Editorial | Long-haul fight over delays takes flight

THE long-haul fight to secure regular and reliable flights in and out of Tamworth still remains grounded. 

For months, commuters, business people and civic leaders have called out airlines and Sydney Airport over its regional allocation slots, both of which are behind the relentless flight disruptions in the bush.

Countless flights have been delayed, rescheduled and even cancelled.

It’s left locals stranded at either end, and turned people away from visiting the regional centre.

Businesses are being deterred from coming to the city, and tourists are thumbing their nose at the idea of a visit. 

And it’s all because when they book a flight to Tamworth, they’ve come to learn they may not get there when they want. 

And it’s not good enough. 

Tamworth is a regional centre. Outlying towns use the Tamworth airport to get to places quickly. 

Not only do we cost the city business when flights are grounded, but the entire region misses out. 

Tamworth councillor Juanita Wilson told The Leader she knew of at least one local company that refused to hold a conference in the city after a poor experience with delays.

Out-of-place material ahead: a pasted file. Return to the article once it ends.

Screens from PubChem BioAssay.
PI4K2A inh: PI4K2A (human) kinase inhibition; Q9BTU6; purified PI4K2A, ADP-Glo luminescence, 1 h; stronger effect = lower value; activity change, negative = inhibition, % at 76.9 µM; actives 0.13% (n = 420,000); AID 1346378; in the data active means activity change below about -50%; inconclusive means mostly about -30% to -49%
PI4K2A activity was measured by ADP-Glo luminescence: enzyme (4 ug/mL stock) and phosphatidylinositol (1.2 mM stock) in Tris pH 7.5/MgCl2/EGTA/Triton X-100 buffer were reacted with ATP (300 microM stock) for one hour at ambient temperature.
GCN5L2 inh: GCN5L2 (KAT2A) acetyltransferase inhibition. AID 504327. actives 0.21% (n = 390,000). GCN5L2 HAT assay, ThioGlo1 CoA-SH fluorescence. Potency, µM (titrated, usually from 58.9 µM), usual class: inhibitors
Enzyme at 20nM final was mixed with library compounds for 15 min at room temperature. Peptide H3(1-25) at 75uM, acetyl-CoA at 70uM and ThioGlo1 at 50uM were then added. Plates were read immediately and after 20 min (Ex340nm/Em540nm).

She noted unreliable flights were costing locals money and making them miss important appointments.

But it’s so much more than an economic and tourist thing. 

Medical cannabis crusader Lucy Haslam had to reschedule a high-profile meeting with NSW premier Gladys Berejiklian not once but twice last week – and it was all because of flight delays in and out of Tamworth. 

What will it take before the decision-makers take up the call to fix the problem? 

When we book a flight, we have the right to expect we will get to where we want to, when we want to.

Sure, Mother Nature can have other plans and we can deal with the occasion delay or cancellation. 

But when it’s been an ongoing issue for the past six months – costing locals money, driving business from the region and forcing residents to miss appointments – something needs to be done.

Tamworth Airport is busier than ever. Every month, more than 16,000 people pass through the gates. 

Surely that warrants some immediate answers. 


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